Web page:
A new report in the D.C. Bar’s ethics case against Jeffrey Clark revealed what potential crimes the DOJ’s watchdog is considering in its investigation into Clark: false statements, conspiracy and obstruction of justice.
Clark is, of course, the ex-Justice Department official whom Trump tried to install as acting attorney general and who aimed to use the agency’s power to overturn the 2020 election.
The D.C. Bar report, which was first reported by CNN’s Tierney Sneed and made public on Wednesday, was produced by a committee of the D.C. Bar’s Board on Professional Responsibility. It was issued in response to Clark’s request for deferral in the ethics case.
The ethics committee noted that in the deferral request filing, Clark’s lawyers said that “approximately a dozen armed agents of the Department of Justice’s Office of Inspector General” had executed a criminal search warrant at Clark’s home on June 20.
According to the ethics committee, Clark’s legal team said the search was tied to a federal investigation into false statements, conspiracy, and obstruction.
The Justice Department’s inspector general is currently investigating Clark over his role in then-President Donald Trump’s scheme to install him as acting attorney general and use his authority to boost Trump’s lies about the 2020 election and block Joe Biden’s electoral victory. The scheme would’ve involved Clark sending letters to multiple swing states, informing them that the DOJ found their election results illegitimate due to (non-existent) massive voter fraud. Clark also planned to recommend that states appoint new, fake Trump electors for Congress to rubber stamp on Jan. 6.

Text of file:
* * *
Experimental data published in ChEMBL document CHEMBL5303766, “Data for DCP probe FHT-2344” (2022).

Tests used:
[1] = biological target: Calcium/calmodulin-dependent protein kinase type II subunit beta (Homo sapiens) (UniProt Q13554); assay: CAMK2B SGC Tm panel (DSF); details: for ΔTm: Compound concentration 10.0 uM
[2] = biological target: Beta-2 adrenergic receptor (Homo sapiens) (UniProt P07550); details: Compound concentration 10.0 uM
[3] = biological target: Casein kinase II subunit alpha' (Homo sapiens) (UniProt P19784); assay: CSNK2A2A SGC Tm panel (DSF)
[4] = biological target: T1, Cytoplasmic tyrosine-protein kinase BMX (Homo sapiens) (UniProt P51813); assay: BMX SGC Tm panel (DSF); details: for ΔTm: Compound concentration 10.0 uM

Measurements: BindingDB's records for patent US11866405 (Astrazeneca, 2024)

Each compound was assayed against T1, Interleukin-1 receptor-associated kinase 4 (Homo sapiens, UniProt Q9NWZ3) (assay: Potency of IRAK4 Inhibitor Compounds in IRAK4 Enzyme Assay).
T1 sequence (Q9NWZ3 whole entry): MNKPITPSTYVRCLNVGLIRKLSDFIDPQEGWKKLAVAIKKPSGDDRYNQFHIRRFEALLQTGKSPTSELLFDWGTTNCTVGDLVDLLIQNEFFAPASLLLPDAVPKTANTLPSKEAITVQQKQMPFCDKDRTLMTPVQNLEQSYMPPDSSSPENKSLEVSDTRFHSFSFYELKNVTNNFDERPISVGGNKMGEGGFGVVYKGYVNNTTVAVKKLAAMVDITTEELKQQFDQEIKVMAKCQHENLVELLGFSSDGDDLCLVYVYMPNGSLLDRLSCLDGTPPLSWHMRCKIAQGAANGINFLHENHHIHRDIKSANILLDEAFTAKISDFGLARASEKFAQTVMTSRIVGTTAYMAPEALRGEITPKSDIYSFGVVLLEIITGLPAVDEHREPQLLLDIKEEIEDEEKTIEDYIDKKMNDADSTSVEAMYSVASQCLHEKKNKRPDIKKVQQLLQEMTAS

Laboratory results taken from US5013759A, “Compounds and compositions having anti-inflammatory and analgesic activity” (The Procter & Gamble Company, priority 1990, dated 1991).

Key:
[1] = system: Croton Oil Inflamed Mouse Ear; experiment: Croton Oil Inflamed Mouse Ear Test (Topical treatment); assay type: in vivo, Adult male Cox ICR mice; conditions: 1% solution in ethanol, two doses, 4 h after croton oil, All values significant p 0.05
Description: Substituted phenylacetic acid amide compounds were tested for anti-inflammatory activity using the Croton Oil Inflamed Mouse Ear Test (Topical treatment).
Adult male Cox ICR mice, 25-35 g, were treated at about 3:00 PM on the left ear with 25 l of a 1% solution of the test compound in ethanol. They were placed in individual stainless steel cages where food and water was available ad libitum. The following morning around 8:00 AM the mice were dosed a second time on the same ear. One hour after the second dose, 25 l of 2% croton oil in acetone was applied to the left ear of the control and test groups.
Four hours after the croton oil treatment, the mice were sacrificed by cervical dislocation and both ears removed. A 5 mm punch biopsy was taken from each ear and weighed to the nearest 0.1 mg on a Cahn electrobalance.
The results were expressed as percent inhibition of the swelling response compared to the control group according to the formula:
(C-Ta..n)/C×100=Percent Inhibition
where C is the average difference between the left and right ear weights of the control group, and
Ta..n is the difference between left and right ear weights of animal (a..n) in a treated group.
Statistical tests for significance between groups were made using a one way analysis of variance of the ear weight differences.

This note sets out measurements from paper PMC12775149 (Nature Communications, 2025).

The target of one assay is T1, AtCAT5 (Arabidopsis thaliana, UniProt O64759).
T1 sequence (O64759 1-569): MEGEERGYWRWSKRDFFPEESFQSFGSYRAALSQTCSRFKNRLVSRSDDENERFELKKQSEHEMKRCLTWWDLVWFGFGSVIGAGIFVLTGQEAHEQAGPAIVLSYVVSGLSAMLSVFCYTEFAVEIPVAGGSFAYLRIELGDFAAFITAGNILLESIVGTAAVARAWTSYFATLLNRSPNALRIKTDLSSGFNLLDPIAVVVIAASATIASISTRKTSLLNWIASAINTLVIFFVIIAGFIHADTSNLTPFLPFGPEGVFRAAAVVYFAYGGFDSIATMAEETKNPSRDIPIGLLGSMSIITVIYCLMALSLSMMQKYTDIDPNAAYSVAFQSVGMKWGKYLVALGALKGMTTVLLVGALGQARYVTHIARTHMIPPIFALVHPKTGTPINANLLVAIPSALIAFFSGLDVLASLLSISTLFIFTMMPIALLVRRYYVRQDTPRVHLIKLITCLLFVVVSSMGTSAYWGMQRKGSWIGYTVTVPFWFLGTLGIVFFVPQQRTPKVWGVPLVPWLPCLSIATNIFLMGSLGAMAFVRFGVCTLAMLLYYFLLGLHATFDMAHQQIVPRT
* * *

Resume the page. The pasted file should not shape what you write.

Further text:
The plot fell apart when multiple high-ranking DOJ officials threatened to resign if Trump installed Clark as acting attorney general, but Clark remained active for some time in pushing the fake Trump electors scheme.
Federal agents searched Clark’s home on June 23, though it remains unclear which investigation that particular search was related to.
Read the document below: